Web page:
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Northwest Wine: Cabernet Franc a good fit in Washington

Cabernet Franc is the most winter-hardy of the red Bordeaux grapes, and winemakers in the Columbia Valley often target the second half of October for harvest.
Cabernet Franc is the most winter-hardy of the red Bordeaux grapes, and winemakers in the Columbia Valley often target the second half of October for harvest. Courtesy Richard Duval Images

Cabernet Franc is best known as one of the six classic Bordeaux varieties, and it has become a favorite among Washington winemakers not only as a blending grape but also as a reliable friend of vineyard managers.

Grown in the Evergreen State for many decades, it is known as a hardy variety that can withstand the occasionally harsh winters that descend upon the Columbia Valley.

Cabernet Franc also is known as a late ripener, meaning it can hang in the vineyards nearly until Halloween. Winemakers appreciate Cab Franc often as a blending component because its softer tannins can help bring some finesse to the bold tannin structures of Cabernet Sauvignon and Merlot. The grape’s natural notes of black pepper and fresh herbs are known to add a level of complexity to proprietary red wines.

A decade ago, DNA testing revealed that a natural crossing of Cabernet Franc and Sauvignon Blanc resulted in Cabernet Sauvignon.

Here are a few delicious examples of Cabernet Franc that were produced as a single-variety wine, a growing trend among Washington winemakers. Ask for them at your favorite wine shop or order directly from the winery.

Walla Walla Vintners 2016 Cabernet Franc, Columbia Valley, $35: The red-roofed barn along Mill Creek Road in Walla Walla also helped set the standard for Cabernet Franc in the Pacific Northwest. Apprentice-turned-winemaker William VonMetzger crafted the winery’s 21st release of Cab Franc into another award-winner. The natural leafiness of Cab Franc wasn’t enough, so VonMetzger included a bit of Carménère (3 percent) to work in the background with the added tannin structure of Merlot (6 percent). The influence of 36 percent new oak barrels stays behind the dark fruit tones of black cherry and blueberry as those hints of chocolate and black licorice complement the pleasing mouth feel.



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Scott Haladay, left, and his family purchased Walla Walla Vintners in 2017 and talented winemaker William vonMetzger, right, remains in the cellar of the iconic red barn. Andrea Johnson Courtesy of Walla Walla Vintners



Columbia Winery 2015 Cabernet Franc, Horse Heaven Hills, $35: As part of its “AVA Series,” Columbia Winery and head winemaker Sean Hails continue to focus their efforts with Cabernet Franc on the Horse Heaven Hills. The results are true to the variety - and then some. Dense herbaceousness and dark blue notes hint at black cherry and blueberry with Italian herb mix and red bell pepper aromas. They are mirrored on the palate as more herbs get sifted into the nicely managed tannins and pie cherry acidity. On the way out, there is a sprinkling of brown sugar and long trail of charming black cherry flavors.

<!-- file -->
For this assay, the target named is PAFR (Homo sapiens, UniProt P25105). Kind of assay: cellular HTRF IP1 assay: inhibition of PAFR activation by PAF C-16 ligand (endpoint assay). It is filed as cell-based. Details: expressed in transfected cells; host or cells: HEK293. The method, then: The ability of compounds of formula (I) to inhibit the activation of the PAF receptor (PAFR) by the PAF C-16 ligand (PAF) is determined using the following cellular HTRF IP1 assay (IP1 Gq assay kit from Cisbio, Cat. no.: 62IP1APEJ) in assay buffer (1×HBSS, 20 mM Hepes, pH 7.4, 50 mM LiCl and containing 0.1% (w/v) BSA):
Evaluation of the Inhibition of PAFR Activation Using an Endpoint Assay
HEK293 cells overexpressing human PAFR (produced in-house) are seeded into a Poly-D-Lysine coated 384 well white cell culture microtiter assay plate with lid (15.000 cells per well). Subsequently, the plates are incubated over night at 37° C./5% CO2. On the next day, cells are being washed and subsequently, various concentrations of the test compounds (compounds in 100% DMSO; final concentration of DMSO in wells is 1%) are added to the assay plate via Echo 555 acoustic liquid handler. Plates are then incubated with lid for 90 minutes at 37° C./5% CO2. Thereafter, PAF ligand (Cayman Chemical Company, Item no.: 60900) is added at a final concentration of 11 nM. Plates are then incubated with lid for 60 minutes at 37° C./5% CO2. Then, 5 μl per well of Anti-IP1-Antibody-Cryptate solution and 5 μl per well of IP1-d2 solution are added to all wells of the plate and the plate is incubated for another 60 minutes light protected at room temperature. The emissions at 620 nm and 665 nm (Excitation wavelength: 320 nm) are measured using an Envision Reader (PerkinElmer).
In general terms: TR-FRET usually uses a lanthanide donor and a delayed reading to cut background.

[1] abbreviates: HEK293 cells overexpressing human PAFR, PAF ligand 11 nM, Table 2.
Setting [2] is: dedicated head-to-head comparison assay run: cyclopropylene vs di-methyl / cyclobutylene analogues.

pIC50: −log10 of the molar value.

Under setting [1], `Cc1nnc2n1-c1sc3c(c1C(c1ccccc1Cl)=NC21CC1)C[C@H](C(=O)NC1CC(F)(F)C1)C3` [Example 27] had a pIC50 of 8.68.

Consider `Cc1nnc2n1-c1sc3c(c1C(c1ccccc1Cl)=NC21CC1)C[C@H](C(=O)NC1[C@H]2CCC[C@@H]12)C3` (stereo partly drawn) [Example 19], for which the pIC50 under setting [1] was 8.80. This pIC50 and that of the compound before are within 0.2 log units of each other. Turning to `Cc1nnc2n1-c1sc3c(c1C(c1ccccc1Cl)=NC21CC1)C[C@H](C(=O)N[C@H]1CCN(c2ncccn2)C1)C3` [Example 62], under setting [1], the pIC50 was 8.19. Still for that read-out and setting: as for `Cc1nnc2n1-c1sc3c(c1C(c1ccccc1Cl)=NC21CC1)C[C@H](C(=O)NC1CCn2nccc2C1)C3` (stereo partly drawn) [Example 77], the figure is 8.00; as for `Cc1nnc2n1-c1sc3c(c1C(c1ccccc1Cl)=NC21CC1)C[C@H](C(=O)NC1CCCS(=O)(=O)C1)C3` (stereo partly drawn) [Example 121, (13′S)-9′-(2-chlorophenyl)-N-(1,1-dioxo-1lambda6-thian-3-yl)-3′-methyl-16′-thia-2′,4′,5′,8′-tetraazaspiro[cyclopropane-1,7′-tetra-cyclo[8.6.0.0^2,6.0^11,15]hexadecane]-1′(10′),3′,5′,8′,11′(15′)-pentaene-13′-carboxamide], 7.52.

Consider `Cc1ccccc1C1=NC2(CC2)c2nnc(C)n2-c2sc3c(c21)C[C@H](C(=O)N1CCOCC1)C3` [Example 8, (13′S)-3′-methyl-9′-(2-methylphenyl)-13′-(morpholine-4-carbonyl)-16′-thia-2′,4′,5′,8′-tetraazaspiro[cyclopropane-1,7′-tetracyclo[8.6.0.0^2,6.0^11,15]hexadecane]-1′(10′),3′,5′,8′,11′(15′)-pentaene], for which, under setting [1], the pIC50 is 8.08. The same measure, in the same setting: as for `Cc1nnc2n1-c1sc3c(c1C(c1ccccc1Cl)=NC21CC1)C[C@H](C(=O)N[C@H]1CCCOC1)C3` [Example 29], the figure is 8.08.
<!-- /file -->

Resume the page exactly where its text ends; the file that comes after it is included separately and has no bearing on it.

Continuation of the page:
L’Ecole No. 41 2015 Seven Hills Vineyard Estate Cabernet Franc, Walla Walla Valley, $37: Marty Clubb and Mike Sharon have been producing as single-variety bottlings of Cabernet Franc since 2006. It’s a special project from blocks that reach back to 1997, and some lots earn their way into the prized Perigee blend each year. A third of the French oak barrels involved were new, and the ultra-ripe vintage of 2015 makes for smoky black cherry and blackberry notes backed by dark chocolate and a lingering trail of blueberry juice.

Cougar Crest Estate Winery 2014 Estate Cabernet Franc, Walla Walla Valley $42: The Hansens planted Cougar Hills Vineyard in the southern end of the Walla Walla Valley, not far from venerable Windrow Vineyard, and Cabernet Franc is a significant part of their wine program. Their latest release shows classic hints of sweet herb with plenty of black cherry blackberry and blueberry notes joined by baking spices. Sandy tannins and a long chocolaty finish make this a rewarding drink. In addition to its winery/tasting room on Frenchtown Road west of Walla Walla, Cougar Crest also operates tasting rooms in Spokane’s Cork District, Woodinville and Dundee, Ore.

Mosquito Fleet Winery 2014 Cabernet Franc, Columbia Valley, $32: Dineen Vineyards in the Yakima Valley’s Rattlesnake Hills is well into its second decade as a go-to source for some of the Washington’s top boutique wineries, and Brian Petersen continues his success with clone 214 Cabernet Franc. There’s a dustiness to the nose of ground savory, cherry, plum, black pepper and lime peel. The hallmark of this bottling is the superb tannin management, which allows for long and full enjoyment of the bold plum and Bing cherry flavors capped with a hint of pepperoni.

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Flint Nelson, winemaker and co-owner at Wit Cellars in Prosser and Woodinville, pours a glass of his Cabernet Franc. Andy Perdue Great Northwest Wine



Wit Cellars 2015 Cabernet Franc, Yakima Valley, $45: Longtime winemaker Flint Nelson’s work with Cabernet Franc adds more validation to Wine Press Northwest magazine’s selection of Wit Cellars as its 2017 Washington Winery to Watch. Wonderful fragrances of blackberry, plum, violets, subtle smokiness and a hint of root beer lead to a juicy consistency with tingling tannins and blackberry jam in the finish.

Andy Perdue and Eric Degerman operate Great Northwest Wine, an award-winning media company. Learn more about wine at greatnorthwestwine.com

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